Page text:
Sixty million years ago, the world belonged to Titanoboa, a gigantic snake that measured 40 to 50 feet long and weighed over 2,500 pounds. Only one creature could challenge it: a newly discovered, twenty-foot freshwater crocodile.
The Paleocene epoch was the ten million year period directly following the extinction of the dinosaur. Earth's longtime reptilian overlords were dead and gone, and mammals were only beginning to take over. For this brief geological period, animals generally occupied a smaller scale, with little of the megafauna that defined the age of the dinosaurs and that of the mammalian era that followed.
There was, however, one giant exception: the Titanoboa. Its reign of dominance was short - it appears to have emerged about 60 million years ago, and it was extinct only two million years later. But for that brief period, it was the most colossal snake in all known history, averaging well over forty feet long at its adult size. The creature lived in what is now northern South America, dining on fish and enjoying the world's first known rainforest climate.
Now, new research from the University of Florida suggests that Titanoboa had some competition. Fossils recently discovered in a Colombian coal mine reveal the existence of Acherontisuchus guajiraensis, an ancestor of modern crocodiles that could grow to up to twenty feet long. That may not sound like a lot compared to a 50-foot snake, but researcher Alex Hastings says this crocodile would have given Titanoboa plenty of trouble: "The younger individuals were definitely not safe from Titanoboa, but the biggest of these species would have been a bit much for the 42-foot snake to handle."
Most importantly, this crocodile had teeth specialized for hunting and eating fish. That means it had the exact same diet as Titanoboa, and since they shared the same ecosystem - indeed, that same mine has also been the site of Titanoboa fossil discoveries - conflict between the two species was pretty much inevitable. And if you're a 50-foot snake or a 20-foot crocodile, I'm going to guess you don't easily defer to others.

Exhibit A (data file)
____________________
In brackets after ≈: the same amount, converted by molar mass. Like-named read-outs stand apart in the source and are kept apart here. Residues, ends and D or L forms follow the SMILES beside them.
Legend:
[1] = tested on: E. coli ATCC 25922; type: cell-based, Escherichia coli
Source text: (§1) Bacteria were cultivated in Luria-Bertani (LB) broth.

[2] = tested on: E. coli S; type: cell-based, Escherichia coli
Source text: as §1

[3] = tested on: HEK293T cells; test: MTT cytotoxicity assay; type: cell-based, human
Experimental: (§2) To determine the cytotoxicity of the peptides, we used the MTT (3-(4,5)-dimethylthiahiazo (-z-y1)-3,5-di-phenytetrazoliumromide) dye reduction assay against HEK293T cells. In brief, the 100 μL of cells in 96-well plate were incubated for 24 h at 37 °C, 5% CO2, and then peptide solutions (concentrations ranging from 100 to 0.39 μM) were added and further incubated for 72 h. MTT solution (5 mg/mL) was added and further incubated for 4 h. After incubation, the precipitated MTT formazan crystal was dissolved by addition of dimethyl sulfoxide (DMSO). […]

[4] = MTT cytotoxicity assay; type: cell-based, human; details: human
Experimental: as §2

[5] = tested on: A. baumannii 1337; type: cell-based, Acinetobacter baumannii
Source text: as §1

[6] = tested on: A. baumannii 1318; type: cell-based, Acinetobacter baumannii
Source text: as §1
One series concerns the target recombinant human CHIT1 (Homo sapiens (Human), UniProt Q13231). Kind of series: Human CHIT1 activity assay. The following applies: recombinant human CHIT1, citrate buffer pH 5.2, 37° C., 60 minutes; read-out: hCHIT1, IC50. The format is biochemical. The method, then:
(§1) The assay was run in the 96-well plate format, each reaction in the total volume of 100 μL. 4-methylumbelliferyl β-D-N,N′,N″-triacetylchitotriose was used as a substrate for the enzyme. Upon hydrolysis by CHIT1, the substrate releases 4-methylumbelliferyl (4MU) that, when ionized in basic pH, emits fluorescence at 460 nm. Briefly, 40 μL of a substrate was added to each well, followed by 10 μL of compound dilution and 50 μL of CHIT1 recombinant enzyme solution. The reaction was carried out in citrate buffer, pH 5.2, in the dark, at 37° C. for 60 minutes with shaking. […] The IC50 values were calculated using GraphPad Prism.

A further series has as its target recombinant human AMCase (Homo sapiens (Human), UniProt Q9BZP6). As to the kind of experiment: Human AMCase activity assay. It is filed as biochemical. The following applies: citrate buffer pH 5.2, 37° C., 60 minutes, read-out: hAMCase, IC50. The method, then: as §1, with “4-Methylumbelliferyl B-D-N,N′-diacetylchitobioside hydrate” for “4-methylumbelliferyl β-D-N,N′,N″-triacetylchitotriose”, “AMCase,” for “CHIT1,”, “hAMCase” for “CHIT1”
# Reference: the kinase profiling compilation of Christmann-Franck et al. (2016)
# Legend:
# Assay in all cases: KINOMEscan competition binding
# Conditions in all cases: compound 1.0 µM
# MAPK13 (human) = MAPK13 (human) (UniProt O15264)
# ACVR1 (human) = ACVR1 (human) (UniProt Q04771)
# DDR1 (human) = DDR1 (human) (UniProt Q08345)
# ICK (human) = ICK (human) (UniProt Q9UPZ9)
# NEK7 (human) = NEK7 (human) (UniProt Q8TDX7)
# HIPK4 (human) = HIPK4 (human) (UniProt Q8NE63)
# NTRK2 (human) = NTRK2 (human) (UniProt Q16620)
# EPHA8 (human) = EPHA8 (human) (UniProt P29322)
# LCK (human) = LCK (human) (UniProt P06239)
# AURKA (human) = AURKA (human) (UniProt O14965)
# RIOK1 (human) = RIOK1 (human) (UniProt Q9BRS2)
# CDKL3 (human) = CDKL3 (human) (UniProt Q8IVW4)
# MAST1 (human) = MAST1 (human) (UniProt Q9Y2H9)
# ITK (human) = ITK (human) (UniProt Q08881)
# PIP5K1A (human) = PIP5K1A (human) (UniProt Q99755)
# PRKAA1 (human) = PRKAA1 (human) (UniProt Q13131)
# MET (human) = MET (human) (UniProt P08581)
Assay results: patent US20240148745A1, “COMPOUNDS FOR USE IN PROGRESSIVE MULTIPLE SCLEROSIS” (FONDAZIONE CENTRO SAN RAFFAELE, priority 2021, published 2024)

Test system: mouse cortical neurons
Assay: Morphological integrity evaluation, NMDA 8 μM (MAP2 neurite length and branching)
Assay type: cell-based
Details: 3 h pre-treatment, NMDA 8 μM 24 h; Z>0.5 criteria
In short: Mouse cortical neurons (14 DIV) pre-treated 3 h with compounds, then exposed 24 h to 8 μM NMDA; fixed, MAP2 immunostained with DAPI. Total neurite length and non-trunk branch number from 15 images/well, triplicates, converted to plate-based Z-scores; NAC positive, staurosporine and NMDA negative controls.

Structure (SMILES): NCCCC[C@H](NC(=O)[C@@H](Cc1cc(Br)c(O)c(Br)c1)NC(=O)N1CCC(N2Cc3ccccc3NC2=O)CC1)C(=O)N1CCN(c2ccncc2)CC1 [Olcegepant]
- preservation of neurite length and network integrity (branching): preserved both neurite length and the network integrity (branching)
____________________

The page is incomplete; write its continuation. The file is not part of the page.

Acherontisuchus guajiraensis also represents a unique evolutionary species. It first appeared 75 million years ago, meaning it's one of the few giant reptiles to survive the extinction event 65 million years ago that killed off the dinosaurs. It and its crocodile cousins - known collectively as the dyrosaurids - were one of the few success stories of this period, thriving in the Paleocene in a way they never had during the dinosaur-dominated Cretaceous.
Just generally, this crocodile is unlike any other we've discovered. It has a long snout, and most such crocodile species lived out in coastal water, but Acherontisuchus guajiraensis preferred a freshwater environment. Previous crocodile discoveries from this era show a more generalized diet, but this one was specifically adapted to eat fish. And, like all other dyrosaurid species in South America, it had swum across the Atlantic from its evolutionary birthplace in Africa.
You know, if I didn't know better, I'd say this species went out of its way to pick a fight against Titanoboa. I doubt that's an accurate reading of evolution, but it's too awesome a possibility to ignore. So here's to you, Acherontisuchus guajiraensis, the only species to ever evolve specifically so that it could fight over food with a fifty-foot snake. You've actually managed to make modern crocodiles look like wimps...not that I'll be saying that to their faces.
Via the University of Florida. Illustration by Danielle Byerley.